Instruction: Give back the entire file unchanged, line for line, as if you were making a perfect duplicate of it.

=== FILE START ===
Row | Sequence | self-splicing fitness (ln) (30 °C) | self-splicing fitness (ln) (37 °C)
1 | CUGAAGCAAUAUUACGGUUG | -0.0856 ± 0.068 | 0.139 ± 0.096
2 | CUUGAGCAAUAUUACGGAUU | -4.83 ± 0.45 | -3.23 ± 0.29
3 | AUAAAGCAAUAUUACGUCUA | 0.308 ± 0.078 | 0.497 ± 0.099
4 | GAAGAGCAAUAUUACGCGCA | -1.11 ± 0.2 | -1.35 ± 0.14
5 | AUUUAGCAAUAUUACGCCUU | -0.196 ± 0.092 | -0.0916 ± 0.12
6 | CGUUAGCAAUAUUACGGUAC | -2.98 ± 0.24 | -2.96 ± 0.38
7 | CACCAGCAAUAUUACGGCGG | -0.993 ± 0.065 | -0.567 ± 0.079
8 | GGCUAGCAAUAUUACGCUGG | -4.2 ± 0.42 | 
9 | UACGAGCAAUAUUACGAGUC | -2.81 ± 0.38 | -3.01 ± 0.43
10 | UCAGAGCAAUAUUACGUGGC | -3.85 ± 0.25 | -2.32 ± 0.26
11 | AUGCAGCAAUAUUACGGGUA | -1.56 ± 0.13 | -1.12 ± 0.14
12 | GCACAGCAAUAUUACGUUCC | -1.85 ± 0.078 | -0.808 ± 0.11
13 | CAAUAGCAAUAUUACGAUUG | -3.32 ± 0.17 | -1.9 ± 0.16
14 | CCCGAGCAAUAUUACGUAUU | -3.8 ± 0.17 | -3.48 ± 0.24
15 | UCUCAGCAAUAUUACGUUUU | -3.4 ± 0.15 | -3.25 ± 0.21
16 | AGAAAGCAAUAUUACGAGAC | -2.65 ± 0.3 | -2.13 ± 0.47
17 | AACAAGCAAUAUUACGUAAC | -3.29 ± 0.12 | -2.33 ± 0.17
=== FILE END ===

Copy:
Row | Sequence | self-splicing fitness (ln) (30 °C) | self-splicing fitness (ln) (37 °C)
1 | CUGAAGCAAUAUUACGGUUG | -0.0856 ± 0.068 | 0.139 ± 0.096
2 | CUUGAGCAAUAUUACGGAUU | -4.83 ± 0.45 | -3.23 ± 0.29
3 | AUAAAGCAAUAUUACGUCUA | 0.308 ± 0.078 | 0.497 ± 0.099
4 | GAAGAGCAAUAUUACGCGCA | -1.11 ± 0.2 | -1.35 ± 0.14
5 | AUUUAGCAAUAUUACGCCUU | -0.196 ± 0.092 | -0.0916 ± 0.12
6 | CGUUAGCAAUAUUACGGUAC | -2.98 ± 0.24 | -2.96 ± 0.38
7 | CACCAGCAAUAUUACGGCGG | -0.993 ± 0.065 | -0.567 ± 0.079
8 | GGCUAGCAAUAUUACGCUGG | -4.2 ± 0.42 | 
9 | UACGAGCAAUAUUACGAGUC | -2.81 ± 0.38 | -3.01 ± 0.43
10 | UCAGAGCAAUAUUACGUGGC | -3.85 ± 0.25 | -2.32 ± 0.26
11 | AUGCAGCAAUAUUACGGGUA | -1.56 ± 0.13 | -1.12 ± 0.14
12 | GCACAGCAAUAUUACGUUCC | -1.85 ± 0.078 | -0.808 ± 0.11
13 | CAAUAGCAAUAUUACGAUUG | -3.32 ± 0.17 | -1.9 ± 0.16
14 | CCCGAGCAAUAUUACGUAUU | -3.8 ± 0.17 | -3.48 ± 0.24
15 | UCUCAGCAAUAUUACGUUUU | -3.4 ± 0.15 | -3.25 ± 0.21
16 | AGAAAGCAAUAUUACGAGAC | -2.65 ± 0.3 | -2.13 ± 0.47
17 | AACAAGCAAUAUUACGUAAC | -3.29 ± 0.12 | -2.33 ± 0.17